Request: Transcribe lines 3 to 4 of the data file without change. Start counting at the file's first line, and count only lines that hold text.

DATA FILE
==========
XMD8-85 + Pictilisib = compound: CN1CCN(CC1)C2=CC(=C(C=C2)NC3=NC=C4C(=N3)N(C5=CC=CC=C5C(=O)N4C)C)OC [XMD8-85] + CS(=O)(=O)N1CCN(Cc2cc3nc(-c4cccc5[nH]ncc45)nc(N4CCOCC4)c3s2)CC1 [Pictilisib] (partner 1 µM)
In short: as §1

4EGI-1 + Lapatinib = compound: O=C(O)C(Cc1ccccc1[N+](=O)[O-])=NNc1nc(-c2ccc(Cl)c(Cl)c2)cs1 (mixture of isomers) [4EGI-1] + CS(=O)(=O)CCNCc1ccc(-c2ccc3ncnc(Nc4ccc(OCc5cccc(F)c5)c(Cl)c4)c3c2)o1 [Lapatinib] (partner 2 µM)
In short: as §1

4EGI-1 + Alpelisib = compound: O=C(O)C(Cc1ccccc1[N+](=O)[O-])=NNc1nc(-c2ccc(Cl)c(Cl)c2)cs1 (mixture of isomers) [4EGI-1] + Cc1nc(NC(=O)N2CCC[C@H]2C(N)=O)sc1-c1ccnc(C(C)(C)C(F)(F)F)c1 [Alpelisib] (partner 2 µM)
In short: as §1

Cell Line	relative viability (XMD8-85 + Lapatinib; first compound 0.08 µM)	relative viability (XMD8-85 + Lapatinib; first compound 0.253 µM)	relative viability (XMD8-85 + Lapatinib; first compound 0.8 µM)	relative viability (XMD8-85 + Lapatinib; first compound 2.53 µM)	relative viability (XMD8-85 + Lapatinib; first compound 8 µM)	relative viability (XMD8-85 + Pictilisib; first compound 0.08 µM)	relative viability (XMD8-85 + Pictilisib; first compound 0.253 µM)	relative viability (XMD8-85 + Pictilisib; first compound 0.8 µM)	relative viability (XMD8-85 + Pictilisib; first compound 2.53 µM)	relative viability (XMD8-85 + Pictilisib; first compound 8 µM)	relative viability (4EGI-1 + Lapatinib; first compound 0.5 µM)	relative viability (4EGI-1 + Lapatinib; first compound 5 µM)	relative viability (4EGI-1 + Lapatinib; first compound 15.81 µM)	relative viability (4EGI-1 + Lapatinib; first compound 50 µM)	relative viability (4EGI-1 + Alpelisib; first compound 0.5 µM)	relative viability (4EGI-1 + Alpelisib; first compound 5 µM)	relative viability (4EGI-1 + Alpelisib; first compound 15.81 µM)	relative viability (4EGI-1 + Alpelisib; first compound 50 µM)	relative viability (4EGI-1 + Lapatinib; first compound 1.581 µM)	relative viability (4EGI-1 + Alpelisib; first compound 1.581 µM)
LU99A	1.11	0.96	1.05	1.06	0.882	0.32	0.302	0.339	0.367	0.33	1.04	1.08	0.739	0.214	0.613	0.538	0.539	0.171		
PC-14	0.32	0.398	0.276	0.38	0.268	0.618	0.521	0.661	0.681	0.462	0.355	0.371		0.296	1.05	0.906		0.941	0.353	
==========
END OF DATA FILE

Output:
4EGI-1 + Lapatinib = compound: O=C(O)C(Cc1ccccc1[N+](=O)[O-])=NNc1nc(-c2ccc(Cl)c(Cl)c2)cs1 (mixture of isomers) [4EGI-1] + CS(=O)(=O)CCNCc1ccc(-c2ccc3ncnc(Nc4ccc(OCc5cccc(F)c5)c(Cl)c4)c3c2)o1 [Lapatinib] (partner 2 µM)
In short: as §1